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By David La Mar, Those Catholic Men, March 12, 2019
“Why was Christ crucified?”
So often the typical response to this question is “to save us from our sins.” This is true. But there is more to consider here. According to the Catechism of the Catholic Church (CCC), there are six other reasons with which we need to be familiar in order to better understand the implications and ramifications of the incarnation, passion, death and resurrection of Jesus Christ. And, just as importantly, to be able to articulate them for others when we are asked. So why did the Word become flesh?
1. The Word became flesh…for us in order to save us by reconciling us with God (CCC 457).
The way we were saved was by being reconciled to God through the sacrifice of Christ on Calvary. This means man’s relationship with God was at a crossroads, of sorts, because of sin, and that the Eternal Word of God, Who was always with the Father, became a man (fully God and fully human) in time and lived, taught and walked among us for the purpose of fixing a broken relationship between the Father and mankind. Numerous theologians have stated that, whereas every man was born to live, Christ was the only man born of woman Who came into the world with the mission to die. He fulfilled that mission in order that we might live. He was (and is) the one true priest with one homily: to reconcile us to the Father. We are invited to cooperate with the graces necessary to participate in that sacred mission of Christ.
St. Paul says, “…while we were enemies, we were reconciled to God through the death of His Son, how much more, once reconciled, will we be saved by His life” (Rm 5: 10).
2. The Word became flesh…so that this we might know God’s Love (CCC 458).
St. John the Evangelist said it best: “In this is love: not that we have loved God, but that He loved us and sent his Son as expiation for our sins” (1 Jn 4:10). Love is not a feeling or an intangible concept. Love is a Divine Person. And the more we come to know Jesus, the more we come to know love, that is, to grow in love, to understand what love is, and to share that love in joy and sacrifice in a world that lies in darkness and in death’s dark shadow. We have been purchased, and at a price we will never be able to pay back of our own accord. The unpayable debt we owe is that expiation for our sins. Every time we look at a crucifix, where love is put to the ultimate test, at the intersection of the stipes and the patibulum, where love is perfected in excruciating (“from the cross”) suffering, we should be eternally grateful and strive to further Christ’s mission of reconciling mankind to the Father, which is an ongoing struggle.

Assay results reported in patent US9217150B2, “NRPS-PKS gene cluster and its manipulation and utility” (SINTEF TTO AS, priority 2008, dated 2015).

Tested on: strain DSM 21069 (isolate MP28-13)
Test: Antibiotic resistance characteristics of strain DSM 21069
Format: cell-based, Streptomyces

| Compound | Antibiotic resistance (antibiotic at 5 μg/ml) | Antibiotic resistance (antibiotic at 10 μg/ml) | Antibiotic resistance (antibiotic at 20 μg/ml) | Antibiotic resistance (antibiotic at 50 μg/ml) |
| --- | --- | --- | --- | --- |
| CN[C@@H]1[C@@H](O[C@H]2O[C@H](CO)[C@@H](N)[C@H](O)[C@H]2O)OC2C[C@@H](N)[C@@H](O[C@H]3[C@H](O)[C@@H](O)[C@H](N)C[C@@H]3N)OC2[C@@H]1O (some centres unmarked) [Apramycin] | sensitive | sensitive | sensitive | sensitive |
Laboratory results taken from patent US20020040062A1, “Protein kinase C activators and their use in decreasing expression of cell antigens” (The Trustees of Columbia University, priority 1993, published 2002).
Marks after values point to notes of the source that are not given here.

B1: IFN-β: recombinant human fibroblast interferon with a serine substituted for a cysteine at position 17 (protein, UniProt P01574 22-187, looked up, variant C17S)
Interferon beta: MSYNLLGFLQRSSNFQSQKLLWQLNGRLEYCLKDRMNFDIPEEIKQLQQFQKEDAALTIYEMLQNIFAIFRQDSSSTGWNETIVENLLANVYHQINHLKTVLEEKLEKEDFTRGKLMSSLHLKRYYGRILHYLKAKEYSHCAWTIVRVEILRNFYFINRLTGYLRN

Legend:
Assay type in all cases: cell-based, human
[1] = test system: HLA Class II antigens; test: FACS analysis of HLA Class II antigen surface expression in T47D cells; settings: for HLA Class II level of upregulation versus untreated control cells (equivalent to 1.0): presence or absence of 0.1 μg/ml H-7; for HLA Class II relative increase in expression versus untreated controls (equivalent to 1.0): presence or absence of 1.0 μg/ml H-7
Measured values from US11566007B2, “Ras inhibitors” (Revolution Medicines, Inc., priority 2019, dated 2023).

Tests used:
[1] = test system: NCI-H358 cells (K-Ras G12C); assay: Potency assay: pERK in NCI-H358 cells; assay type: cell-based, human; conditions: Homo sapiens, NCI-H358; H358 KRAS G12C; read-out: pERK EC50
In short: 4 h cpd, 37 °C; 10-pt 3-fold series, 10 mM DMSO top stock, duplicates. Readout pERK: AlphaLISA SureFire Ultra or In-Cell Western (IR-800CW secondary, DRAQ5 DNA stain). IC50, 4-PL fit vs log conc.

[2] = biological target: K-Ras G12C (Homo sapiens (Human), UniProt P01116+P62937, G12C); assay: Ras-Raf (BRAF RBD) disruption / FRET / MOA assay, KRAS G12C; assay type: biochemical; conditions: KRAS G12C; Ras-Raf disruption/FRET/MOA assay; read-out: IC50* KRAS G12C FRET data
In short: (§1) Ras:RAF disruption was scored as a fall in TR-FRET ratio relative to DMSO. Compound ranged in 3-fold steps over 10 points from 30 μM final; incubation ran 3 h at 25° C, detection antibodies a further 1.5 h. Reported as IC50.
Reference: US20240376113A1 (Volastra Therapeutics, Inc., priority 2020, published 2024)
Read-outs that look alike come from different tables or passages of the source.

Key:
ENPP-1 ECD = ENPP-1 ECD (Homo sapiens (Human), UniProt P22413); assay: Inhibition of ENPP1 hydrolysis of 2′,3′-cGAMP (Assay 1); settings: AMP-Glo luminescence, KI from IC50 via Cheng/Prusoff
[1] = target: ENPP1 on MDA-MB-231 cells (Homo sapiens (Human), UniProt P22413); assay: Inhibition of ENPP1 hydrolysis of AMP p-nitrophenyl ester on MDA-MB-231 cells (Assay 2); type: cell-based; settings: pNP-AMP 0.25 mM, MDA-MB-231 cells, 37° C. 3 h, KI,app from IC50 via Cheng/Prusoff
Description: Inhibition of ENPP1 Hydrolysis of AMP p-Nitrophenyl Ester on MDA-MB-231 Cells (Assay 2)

3. The Word became flesh…to be our model of holiness (CCC 459).
We can have no better model than Christ, Who was “…One Who has been similarly tested in every way, yet without sin” (Hb 4:15). He is “the perfect man” (CCC 520) and we are not. Not even close. There is no denying the fact that we are all saddled with concupiscence, the inclination to sin, as a consequence of our fall from grace via original sin. But take heart. In a sense, Christ has been there and done that, but flawlessly. He has set the bar impossibly high, but we are expected to do the same. If anyone ever tells us, “Nobody expects you to be perfect” (and we have all heard this a time or two), don’t believe it! Because Jesus Himself said, “So be perfect, just as your Heavenly Father is perfect” (Mt 5:48). We must keep trying to be the best husbands, fathers and brothers we can possibly be, and love is the means by which we do it. And to love perfectly means sacrifice, often painful sacrifice.